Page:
In a much clearer form of expression: We are minimalist, while in control of creating minimum “flaws” when come to wine growing, in many ways from tendering the vineyards to vinification.

 

Distillation:

A new chapter for us. We are pleased to have a wise elder to guide us through the process. Show us the correct path in crafting this mysterious liquid. The excitement always comes from the start of the distillation day and anxiety in anticipating the result of aging.

Similarity with wine? We always thought there is no “soul” in distillation but we do find the process of dancing with the spirit rather enjoyable. Still long way to go before our release, both wine & distillation require patience.

 

The cellar:

The blend of 2021 vintage, is a rather difficult vintage for our Shanxi vineyard. It was the worst we have ever received since the beginning of Grace Vineyard. We were forced to discard up to 40% of the whole harvest to shape this vintage and the outcome was rather encouraging. The Chairman’s Reserve has shown balance density with a great amount of freshness. High praise to the effort of the vineyard crew over harvest who underwent meticulous selection in securing the quality of 2021.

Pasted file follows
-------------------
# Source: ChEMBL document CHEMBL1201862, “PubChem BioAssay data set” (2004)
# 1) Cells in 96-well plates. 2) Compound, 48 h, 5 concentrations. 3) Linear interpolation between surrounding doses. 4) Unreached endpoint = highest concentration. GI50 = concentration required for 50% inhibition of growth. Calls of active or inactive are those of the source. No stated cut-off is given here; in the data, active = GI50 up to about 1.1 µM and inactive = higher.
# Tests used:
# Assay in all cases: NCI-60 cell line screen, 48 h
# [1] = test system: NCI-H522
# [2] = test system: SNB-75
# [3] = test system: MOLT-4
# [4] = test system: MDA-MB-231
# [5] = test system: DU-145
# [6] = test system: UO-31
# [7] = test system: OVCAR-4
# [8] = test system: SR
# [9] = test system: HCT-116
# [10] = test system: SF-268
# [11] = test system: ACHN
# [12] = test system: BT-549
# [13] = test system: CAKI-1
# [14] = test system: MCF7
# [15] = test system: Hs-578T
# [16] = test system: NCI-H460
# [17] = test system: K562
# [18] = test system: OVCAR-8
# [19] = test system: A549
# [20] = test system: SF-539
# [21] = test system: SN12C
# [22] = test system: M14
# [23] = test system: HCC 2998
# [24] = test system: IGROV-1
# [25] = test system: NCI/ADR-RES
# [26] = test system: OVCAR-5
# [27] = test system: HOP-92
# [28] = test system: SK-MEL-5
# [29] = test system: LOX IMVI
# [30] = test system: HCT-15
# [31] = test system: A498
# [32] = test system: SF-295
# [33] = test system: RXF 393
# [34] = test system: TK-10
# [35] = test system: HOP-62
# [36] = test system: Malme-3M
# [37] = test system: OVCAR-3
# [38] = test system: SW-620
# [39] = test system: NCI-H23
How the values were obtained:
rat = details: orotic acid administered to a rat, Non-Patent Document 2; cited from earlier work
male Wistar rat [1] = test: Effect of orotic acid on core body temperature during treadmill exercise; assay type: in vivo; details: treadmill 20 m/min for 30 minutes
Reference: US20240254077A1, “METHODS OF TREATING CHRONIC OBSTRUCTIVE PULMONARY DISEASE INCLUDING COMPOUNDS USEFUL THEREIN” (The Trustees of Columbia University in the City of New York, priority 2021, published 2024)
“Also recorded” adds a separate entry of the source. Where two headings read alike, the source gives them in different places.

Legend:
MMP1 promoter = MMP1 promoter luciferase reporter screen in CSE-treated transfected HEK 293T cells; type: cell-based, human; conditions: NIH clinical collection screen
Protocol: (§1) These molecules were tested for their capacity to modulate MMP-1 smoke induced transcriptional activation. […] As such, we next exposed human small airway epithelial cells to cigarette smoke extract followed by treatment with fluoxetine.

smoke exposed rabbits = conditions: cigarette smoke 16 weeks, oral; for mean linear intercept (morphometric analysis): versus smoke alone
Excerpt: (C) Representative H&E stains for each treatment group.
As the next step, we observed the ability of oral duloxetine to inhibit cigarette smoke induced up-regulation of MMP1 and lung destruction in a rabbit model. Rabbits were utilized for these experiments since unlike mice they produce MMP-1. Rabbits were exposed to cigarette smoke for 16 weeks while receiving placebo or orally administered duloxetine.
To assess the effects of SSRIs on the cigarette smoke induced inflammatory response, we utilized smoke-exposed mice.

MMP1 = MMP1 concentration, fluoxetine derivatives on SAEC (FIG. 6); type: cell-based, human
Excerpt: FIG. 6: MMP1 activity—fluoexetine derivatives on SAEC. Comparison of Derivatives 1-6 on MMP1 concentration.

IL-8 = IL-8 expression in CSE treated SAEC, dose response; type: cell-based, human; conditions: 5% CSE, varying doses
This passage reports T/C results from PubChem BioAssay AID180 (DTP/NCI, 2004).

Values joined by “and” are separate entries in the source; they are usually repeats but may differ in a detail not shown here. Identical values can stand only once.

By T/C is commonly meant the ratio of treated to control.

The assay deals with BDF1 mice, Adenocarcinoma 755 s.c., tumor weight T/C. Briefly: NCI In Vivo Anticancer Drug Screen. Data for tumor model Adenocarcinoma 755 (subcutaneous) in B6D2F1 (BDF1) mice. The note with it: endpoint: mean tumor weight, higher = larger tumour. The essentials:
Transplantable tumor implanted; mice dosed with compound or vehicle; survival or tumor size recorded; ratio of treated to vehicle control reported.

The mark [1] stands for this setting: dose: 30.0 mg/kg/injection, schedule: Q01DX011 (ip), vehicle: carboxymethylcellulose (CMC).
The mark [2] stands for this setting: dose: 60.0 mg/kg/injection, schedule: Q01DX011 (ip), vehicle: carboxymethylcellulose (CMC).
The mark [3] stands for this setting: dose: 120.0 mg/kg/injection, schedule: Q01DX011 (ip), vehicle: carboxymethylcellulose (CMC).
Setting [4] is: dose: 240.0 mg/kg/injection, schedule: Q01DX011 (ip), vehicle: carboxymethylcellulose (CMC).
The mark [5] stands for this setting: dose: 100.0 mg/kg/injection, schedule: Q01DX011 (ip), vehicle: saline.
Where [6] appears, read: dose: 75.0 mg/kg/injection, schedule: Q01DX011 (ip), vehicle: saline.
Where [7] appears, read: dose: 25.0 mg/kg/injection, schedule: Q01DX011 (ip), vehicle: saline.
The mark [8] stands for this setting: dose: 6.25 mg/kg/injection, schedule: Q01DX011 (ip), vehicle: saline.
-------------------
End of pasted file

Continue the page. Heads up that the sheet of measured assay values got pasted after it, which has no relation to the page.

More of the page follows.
Ningxia offers a great foundation for our favorite making wine – Deep Blue in such difficult vintage for Shanxi. It will be pretty fleshy, possibly close to the texture of 2017 vintage.

Some new varieties that we first planted in 2011 are finally ready for release under the 2021 vintage, together with some lovely concrete-aged red varietals. We really love the brightness the concrete brings to the wines without imparting any oak flavors and the ability to raise the tannin & palate profile. We are now working on an experiment to combine the concrete aging program into our other series, such as Tasya’s Reserve and Deep Blue. The idea is to explore the possibility of assembling another flavour dimension to the finished wine.

All the endeavor we did come down to one single purpose – making great wine. Life’s too short to drink bad wine!

 

Cheers,

Team Grace Vineyard